Richard North, 22/10/2018  

I had the misfortune yesterday to read transcript of the interview between Dominic Raab and Andrew Marr.

There is something about the way Raab speaks which induces a feeling akin to vertigo. One knows he is saying something, and possibly something significant. But every time one tries to focus on it, the room starts to spin and any meaning from the words gets lost in a multi-coloured blur.

In terms of knowing any more about what transpires between the UK and the EU over the latest stages of the Brexit talks, we are not the slightest bit further forward. We simply get told to "listen to the mood music that came out of Brussels" last week, from which we will discern that "actually there's some goodwill and pragmatism on all sides".

This, it seems, is something we need to see through. But any more than that is not for us mere mortals to know. Mr Raab is keeping his own counsel on what happens next.

Furthermore, reviewing the transcript from the Nathalie Loiseau interview didn't take us very much further either. She is the French Europe minister and all she was able to do is confirm that which we already knew – "we need to fix the question of the Irish border". But we've known that for an awful long time.

The only thing of any interest from the interview was the non-comment about whether there will be a November European Council. Loiseau says – predictably – that if there is "sufficient progress towards a withdrawal agreement", there could be a meeting. But, she says, "there is no use meeting heads of state and government if negotiations have not come to an agreement".

So far, that knocks on the head the idea that there is going to be a repurposed meeting to discuss contingency plans for a "no deal". This was something we expected to see, to allow the Commission to set up its legislative programme to deal with the technical issues involved.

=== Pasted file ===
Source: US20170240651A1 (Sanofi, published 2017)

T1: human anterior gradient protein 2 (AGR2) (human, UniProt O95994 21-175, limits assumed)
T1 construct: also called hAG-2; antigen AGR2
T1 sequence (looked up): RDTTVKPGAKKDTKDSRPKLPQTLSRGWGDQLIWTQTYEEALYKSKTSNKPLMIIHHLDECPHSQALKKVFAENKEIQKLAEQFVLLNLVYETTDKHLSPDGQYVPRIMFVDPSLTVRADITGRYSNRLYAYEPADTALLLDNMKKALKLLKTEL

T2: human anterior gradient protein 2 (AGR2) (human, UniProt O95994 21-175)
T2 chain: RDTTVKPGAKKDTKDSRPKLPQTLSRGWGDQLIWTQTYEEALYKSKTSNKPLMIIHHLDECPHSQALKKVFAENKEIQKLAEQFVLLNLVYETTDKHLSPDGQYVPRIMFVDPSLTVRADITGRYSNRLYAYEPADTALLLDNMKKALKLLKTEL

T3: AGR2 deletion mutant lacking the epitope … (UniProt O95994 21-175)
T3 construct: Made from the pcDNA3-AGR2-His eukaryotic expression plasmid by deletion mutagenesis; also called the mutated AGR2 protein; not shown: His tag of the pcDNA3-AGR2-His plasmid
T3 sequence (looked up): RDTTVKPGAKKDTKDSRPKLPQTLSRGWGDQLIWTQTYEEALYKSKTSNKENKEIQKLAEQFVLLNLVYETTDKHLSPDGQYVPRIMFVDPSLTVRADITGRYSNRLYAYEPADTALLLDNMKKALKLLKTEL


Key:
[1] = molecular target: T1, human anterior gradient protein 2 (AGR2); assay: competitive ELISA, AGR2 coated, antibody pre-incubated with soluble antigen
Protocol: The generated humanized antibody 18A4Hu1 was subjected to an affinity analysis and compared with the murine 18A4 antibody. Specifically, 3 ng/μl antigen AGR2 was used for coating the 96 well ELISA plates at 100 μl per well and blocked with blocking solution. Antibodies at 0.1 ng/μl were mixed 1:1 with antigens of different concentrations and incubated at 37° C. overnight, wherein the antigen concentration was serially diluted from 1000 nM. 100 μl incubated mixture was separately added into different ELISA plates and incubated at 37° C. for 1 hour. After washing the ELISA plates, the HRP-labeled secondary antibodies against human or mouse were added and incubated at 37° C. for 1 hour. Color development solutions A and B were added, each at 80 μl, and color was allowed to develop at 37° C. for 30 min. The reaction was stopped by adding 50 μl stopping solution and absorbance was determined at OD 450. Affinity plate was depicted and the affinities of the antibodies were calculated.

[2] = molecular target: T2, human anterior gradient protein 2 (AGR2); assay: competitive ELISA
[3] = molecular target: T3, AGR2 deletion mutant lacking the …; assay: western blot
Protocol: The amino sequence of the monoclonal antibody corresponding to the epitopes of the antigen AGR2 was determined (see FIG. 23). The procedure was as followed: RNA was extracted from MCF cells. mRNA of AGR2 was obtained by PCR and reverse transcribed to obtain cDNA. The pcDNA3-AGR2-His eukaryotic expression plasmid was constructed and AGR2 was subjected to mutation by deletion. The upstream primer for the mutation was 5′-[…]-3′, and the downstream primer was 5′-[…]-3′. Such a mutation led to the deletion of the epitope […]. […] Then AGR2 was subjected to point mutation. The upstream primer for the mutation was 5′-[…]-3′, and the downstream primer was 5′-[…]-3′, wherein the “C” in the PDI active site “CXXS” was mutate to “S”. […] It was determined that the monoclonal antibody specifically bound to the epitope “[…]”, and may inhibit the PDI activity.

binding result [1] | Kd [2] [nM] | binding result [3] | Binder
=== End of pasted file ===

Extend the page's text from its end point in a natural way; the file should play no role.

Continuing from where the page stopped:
Alongside that, there has been speculation on whether any transitional period might be extended beyond the planned 21 months. But, according to Donald Tusk, this was not even discussed at last week's European Council. We simply get the same vibes: the Council President stands "ready to convene a European Council on Brexit, if and when the EU negotiator reports that decisive progress has been made".

On 18 October, though, Tusk was saying that: "we should be clear that, as for now, not enough progress has been made". With Loiseau saying essentially the same thing yesterday, we can assume that the lack of progress remains.

That leaves the unusual step of Mrs May planning to give a statement to the Commons today, in advance of the next round of discussions with Brussels. We expect to be told that "95 percent of the withdrawal agreement and its protocols are now settled".

The reason for this move, however, does not seem related to any developments in Brussels. They have more to do with Mrs May's need to stave off unrest in her own party.

As always, we have the tedious backdrop of gossip on the likelihood of palace coups and rebellions, all of which are keeping the London media amused and their columns filled. But nothing of that in any way helps us understand where the negotiations are going. These party manoeuvres are a distraction which serve no useful purpose.

In relation to the negotiations, there has been no movement on the main sticking point of the Irish border for some considerable time, with little sign of a breakthrough and nothing new on the table. We have reached a stage, therefore, where there is almost nothing new to say, and very little we can add to whatever has been discussed so many times before.